Trek logs along with the the geography, history and people of those areas.

I originally intended to publish the Himalayan ones as a book with alternating chapters but while some would have liked the trek logs, others seemed more likely to respond to the more academic chapters.

I’m leaving the geography and etc chapters as they are but going back to the trek logs and adding many photos. They’re better this way 🙂

I’d very much enjoy your comments. Please make them here.

July 2000 Iceland – 22 pages, text only

August 2003 Iceland – 38 pages with photos

Spring 2003 Sikkim – 15 pages text plus embedded photos, 30 pages total

The following chapter examines how Sikkim’s geography shaped events, how Tibetan aristocrats turned the land of the animistic Lepcha and Limbu into a Buddhist kingdom and why it was taken over by India.

Geography, History and People of Sikkim – 13 pages

Spring 2003 Annapurna – 13 pages text plus photos, 29 pages total

In Sikkim I wondered why Tibetan Buddhists use the same ritual devices as Roman Catholics. I puzzled over mountains that are living gods. Confusion turned to excitement when I began to feel I was in a world not shaped by aggression. How did that culture develop?

Religions of Nepal, Sikkim and Tibet – 15 pages

The following trek was longer and higher than last year, I was fitter, I wasn’t sick and it was not my first experience in the mountains so I was less distracted by trying to fit new experiences into existing concepts. I was more alert. Because Maoists controlling the hills condemned America’s invasion of Iraq and banned us from their territory, I became Austrian.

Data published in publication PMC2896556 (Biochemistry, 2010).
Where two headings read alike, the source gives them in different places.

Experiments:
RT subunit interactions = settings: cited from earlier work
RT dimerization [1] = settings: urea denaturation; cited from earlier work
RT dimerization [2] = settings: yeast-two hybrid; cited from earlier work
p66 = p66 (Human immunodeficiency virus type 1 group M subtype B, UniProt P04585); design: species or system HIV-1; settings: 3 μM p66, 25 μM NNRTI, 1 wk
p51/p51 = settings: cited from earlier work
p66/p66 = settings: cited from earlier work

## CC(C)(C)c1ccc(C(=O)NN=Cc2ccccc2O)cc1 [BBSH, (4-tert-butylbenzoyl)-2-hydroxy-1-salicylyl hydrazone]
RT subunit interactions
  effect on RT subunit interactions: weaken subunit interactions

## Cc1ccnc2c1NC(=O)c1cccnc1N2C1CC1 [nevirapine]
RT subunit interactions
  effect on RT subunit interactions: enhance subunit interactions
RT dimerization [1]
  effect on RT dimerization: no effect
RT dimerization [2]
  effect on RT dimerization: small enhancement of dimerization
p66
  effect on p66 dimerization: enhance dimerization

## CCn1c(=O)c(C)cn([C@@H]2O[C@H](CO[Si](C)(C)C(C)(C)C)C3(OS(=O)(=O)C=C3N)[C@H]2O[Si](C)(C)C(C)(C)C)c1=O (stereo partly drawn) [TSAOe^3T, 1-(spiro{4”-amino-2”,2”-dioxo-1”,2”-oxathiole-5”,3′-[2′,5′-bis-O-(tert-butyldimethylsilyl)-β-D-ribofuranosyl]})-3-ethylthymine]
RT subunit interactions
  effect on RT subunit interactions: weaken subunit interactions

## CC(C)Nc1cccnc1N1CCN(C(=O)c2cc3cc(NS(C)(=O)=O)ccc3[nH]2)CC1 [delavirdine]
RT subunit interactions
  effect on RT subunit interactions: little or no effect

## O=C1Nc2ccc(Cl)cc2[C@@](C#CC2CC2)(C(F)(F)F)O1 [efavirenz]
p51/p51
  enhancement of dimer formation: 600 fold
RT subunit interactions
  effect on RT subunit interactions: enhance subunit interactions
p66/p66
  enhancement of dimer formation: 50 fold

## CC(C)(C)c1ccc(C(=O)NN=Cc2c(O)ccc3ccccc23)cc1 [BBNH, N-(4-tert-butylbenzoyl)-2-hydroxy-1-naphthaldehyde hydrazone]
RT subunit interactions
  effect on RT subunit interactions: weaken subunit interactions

Fall 2004 Kanchenjunga – 38 pages text plus embedded photos, 56 total

Nepal’s history is better documented than Sikkim’s but its society is more complex and its people more diverse. A small country at the collision zone of the Indian and Central Asian tectonic plates that lift the Himalayas to the highest points on Earth, Nepal has three very different regions north to south; high mountains abutting Tibet, a central hilly area, and a plain that borders India almost at sea level. North-south valleys cut deep by mountain streams divide it east to west. Travel in any direction is very hard. It was unified two and a half centuries ago under a Hindu king but most Nepalis continued to practice their own religion and identified with their tribe.

Geography, History, People and Economy of Nepal – 19 pages

The following are notes from a brief visit with my trekking partner, John, my dad’s sister, Madge, and his cousin Roy and family while I was researching this Sidwell family history.

2004 Fall Visit to England – 3 pages

The journey Felicity and I made to Kathmandu via Tokyo and Bangkok then meeting David, Ilana and John in Kathmandu before heading to Tibet.

2005 Fall Bangkok and Kathmandu – 13 pages with photos

We drive along river valleys where farming is little changed from medieval times except peasants now have Chinese tractors and flooding is mitigated by Chinese forestry. We journey through beautiful lands that are forever arid. We visit monasteries where thousands of monks were living when I fell under the spell but only tens live now. From Chinese hotels on streets where Tibetans in traditional dress look like foreigners we visit Tibetan quarters where they worship freely.

2005 Fall Tibet – 28 pages text became 47 pages with photos

Geography, History and People of Tibet – – 29 pages